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Sunday, January 22, 2012

The Mariinsky Ballet was ecstasy at the Kennedy Center

The Mariinsky Ballet's The Firebird/

If I had been able to find a ticket for a second consecutive performance of Les Saisons Russes, I would have snarfed it up, but all I could locate on the Web Friday were two $252 seats for the Sunday matinee. A bit out of my range.
The performance was that outstanding.
On stage and presented in almost three hours of dance were sex, passion, mayhem, music, magnificent costuming and perfect sets.
See what you are missing sans a ballet subscription?
Had there been no dancers on stage, the music by the Kennedy Center Opera House Orchestra would have been enchanting enough.
The placement of Chopin's Chopiniana at the beginning was a smart spot since it would have been overwhelmed by the passion of Stravinsky's The Firebird and Rimsky-Korsakov's Scheherazade which followed. Michel Fokine crafted the choreography for all ballets about 100 years ago.
Chopiniana was a harmless romantic poem, without plot or much controversy, but nevertheless, vastly entertaining. The ballerinas wore cream-colored calf-length dresses with scooped necklines and danced in front of a Watteau-like landscape, an elegant backdrop to prepare the audience for what lay ahead.
The Mariinsky has danced The Firebird  for 18 years, and The Firebird (Alexandra Iosifidi) was spectacular in resplendent orange with yellow streaks and a red-feathered headdress (or, from the ceiling, that's what it looked like). Her resistance and fight with Ivan-Tsarevich (Alexander Romanchikov) were skillfully portrayed, but the stand-out, as least for costuming and horror, was the awful Kashchei the Immortal (Soslan Kulaev) and his minions. Not to demean the Russian artisans in any way, but it was Ballet on Broadway with all the theatrics.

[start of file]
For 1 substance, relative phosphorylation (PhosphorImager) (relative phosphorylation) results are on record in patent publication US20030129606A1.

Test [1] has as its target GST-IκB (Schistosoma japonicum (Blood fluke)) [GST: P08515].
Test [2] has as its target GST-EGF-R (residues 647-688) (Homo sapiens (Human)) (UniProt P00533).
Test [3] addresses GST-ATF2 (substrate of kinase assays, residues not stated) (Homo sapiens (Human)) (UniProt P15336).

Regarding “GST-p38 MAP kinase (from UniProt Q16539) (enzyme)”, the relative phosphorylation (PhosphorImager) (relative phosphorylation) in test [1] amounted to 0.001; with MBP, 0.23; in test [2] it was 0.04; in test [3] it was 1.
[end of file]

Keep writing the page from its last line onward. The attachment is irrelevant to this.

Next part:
For the third ballet, Scheherazade, the audience became peeping Toms, able to gaze stealthily inside a harem and learn what happens when body guards and gatekeepers depart. It was as wild a scene as one could hope.
Throughout the night, the cymbals, harp, horns and strings got a sound workout. After the performance, Russians were heard discussing the impossibility of obtaining Mariinsky tickets in the motherland.

Run, if you can, and sign up for a ballet subscription next year, and do not miss another Mariinsky which should leave you days later with beautiful imagery of its majesty.

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